Released in 2008, Dark Ships comprises of mainly Caravan members in the line up as in Doug Boyle on guitar. A very accomplished player too. Jimmy Hastings on flute and Sax and of course Schelhaas lending vocals, keyboards and general mixing and production. The music is very much a pastiche of Camel and Caravan and laid back with a popular influence not disimilar to some of Alan Parson Project's material. The title track " Dark Ships" has great keyboards from Schelhaas and catchy vocals with some great guitar riffs. " Nothing On earth" is a lovely languid tune where the vocals get really high almost sounding like Pye Hastings at times. Naturally the album is going to have the Canterbury feel and overall it is quite a laid back piece of work. "Soon Be Dreaming" is a great piano driven ballad of a song with interesting backdrop sound effects. If you know both bands referenced you will like this work as well as other artists like John.G.Perry. Good stuff!
Chris S 3/5 31.08.2010 (PROGARCHIVES)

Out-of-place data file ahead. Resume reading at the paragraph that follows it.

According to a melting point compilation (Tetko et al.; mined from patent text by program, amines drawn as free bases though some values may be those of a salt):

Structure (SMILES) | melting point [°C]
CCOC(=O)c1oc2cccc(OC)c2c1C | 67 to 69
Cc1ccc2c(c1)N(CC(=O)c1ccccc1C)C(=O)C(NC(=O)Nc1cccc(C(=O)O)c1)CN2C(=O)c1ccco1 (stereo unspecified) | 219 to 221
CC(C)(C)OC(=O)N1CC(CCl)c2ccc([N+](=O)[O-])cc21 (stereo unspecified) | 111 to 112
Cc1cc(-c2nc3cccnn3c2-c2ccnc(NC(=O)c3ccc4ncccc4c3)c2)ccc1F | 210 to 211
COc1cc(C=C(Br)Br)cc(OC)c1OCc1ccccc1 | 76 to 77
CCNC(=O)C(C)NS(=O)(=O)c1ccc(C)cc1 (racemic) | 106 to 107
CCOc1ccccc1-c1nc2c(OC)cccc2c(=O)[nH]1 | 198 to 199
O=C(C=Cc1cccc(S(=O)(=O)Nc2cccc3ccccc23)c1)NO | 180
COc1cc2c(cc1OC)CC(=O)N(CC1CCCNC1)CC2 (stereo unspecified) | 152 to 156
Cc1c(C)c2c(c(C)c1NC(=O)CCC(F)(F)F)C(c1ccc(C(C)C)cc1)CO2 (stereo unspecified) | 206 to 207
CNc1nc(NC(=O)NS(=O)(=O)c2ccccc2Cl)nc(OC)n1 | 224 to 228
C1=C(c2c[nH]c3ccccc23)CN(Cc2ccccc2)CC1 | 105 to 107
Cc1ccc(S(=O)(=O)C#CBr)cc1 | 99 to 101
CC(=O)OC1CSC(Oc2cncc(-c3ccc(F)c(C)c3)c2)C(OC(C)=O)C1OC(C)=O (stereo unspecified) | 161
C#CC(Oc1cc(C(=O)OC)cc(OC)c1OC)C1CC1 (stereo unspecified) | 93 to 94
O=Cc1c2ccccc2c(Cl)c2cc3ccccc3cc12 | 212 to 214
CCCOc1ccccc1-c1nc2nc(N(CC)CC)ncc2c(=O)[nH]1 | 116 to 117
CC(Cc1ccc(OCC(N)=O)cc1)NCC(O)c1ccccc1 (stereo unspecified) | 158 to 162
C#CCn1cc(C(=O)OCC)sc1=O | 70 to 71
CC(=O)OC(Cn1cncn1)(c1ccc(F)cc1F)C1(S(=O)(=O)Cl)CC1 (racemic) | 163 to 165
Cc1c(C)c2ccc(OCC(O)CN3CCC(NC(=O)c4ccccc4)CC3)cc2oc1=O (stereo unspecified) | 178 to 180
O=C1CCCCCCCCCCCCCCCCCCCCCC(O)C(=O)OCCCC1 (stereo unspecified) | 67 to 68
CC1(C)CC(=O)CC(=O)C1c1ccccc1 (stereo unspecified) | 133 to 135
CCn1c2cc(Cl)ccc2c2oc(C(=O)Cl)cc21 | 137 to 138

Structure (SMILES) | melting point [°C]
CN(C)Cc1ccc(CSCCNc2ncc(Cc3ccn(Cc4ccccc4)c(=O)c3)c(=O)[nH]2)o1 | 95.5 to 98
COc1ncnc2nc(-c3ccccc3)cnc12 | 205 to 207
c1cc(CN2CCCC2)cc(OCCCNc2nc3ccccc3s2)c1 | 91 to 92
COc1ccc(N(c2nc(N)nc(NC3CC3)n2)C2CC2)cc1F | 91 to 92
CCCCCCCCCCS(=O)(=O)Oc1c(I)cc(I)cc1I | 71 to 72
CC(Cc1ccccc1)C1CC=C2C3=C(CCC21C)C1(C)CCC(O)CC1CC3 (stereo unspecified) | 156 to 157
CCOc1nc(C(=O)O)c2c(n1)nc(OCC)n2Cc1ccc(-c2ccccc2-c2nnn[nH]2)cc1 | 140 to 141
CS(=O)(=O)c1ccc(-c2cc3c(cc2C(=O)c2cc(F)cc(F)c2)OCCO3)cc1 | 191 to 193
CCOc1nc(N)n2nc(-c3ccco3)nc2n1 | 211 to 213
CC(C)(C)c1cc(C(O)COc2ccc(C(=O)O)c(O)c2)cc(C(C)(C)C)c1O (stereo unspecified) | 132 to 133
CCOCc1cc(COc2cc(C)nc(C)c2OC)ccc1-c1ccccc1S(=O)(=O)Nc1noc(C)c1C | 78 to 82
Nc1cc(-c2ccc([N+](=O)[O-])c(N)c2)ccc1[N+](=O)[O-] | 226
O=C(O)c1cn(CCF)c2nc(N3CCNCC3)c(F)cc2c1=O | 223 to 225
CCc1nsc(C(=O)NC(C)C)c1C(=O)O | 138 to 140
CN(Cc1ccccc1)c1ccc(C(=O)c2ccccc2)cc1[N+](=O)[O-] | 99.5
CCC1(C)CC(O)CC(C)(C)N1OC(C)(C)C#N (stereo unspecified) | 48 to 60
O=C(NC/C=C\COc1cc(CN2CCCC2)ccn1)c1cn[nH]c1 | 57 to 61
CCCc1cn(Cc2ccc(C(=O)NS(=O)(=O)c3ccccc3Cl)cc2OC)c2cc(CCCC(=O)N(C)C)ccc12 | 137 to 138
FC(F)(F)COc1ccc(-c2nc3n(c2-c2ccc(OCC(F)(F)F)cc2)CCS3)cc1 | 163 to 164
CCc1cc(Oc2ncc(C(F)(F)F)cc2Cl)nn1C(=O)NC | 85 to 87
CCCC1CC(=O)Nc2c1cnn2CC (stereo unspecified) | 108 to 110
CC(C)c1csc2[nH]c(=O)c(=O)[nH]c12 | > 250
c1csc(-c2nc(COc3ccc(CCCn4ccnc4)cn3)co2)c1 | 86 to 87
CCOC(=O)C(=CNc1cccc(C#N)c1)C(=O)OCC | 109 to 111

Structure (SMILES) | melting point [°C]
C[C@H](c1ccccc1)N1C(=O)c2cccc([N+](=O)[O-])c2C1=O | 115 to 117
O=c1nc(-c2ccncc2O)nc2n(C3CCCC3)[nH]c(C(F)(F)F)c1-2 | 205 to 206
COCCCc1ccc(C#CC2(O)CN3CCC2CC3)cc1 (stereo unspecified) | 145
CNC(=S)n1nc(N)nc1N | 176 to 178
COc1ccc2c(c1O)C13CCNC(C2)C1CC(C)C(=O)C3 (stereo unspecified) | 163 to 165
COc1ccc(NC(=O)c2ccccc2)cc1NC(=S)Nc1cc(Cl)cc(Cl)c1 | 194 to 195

Review by octopus-4 I'm the one who suggested Jan Schelhaas for inclusion on PA, so reviewing this album is quite a duty for me. I was digging in the various CAMEL lineups to see if anybody had released anything new and I have found this album. The opener and title track is for me the best of the album. I can hear echoes of CARAVAN in the vocals, the electronic ambients of the late PETER BARDENS and a generic Canterbury flavour. Good guitar solos and a captivating melody with light jazz moments. "Red Sky At Morning" wants to be evocative. A soft keyboard base with "seagulls" and Hastings flute above. Two minutes reminding of "Breathless". This track fades into "Sails In The Sun", a song in a CARAVAN late 70s style. Keyboards again for "True Blue". If I forget the vocals and think to the instrumental part only, it makes me think to Nude. The seagull of the second track appears here for a short while, too. Things are better with "Holy Voices". The musical line of this song is non-trivial even though it's very melodic. It's one of the album's highlights. The central section is something that will appeal CAMEL and CARAVAN fans. "Nothing On Earth" is a mellow song good for a drink after dinner in a quiet environment. This is one of the characteristics of this album and it's true for "Goin' To Shangai", too. The sounds used by CARAVAN, and sometimes by CAMEL in the 70s where still a bit acid. Replacing them with the mellow keyboards and a better production has caused it to sound too chill-out. "The Voyage of Doby Mick" is almost identical to the previous song, melodic and chill-out with a tone of Caravan in the vocals. "Silent Solos" seems to be another version of the same song. I think a shorter album would have been better. However this last one is good enough. "Dolphins and Oceans" is a terrible title. After all this chill-out a title like this is scaring. Taking alone this song is not bad, like the others, but all this "sugar" can cause a diabetes. "Soon Be Dreaming" interrupts this sequence of "honey and sugar" with a jazzy piano piece. Unfortunately too short. Ususal seashore at the end. "The Coast of Peru (Away Santiago)" is an interesting song even if in the mood of the previous "oceanic songs". Let's just say that Santiago is not in Peru, I think. But there's a lot of towns called Santiago in South America so I could be wrong. A two minutes closer and the album is gone. Have I been right in suggesting Jan Schelhaas ? I think yes in general, but this addition didn't bring any masterpiece to the PA. 3 stars to the career.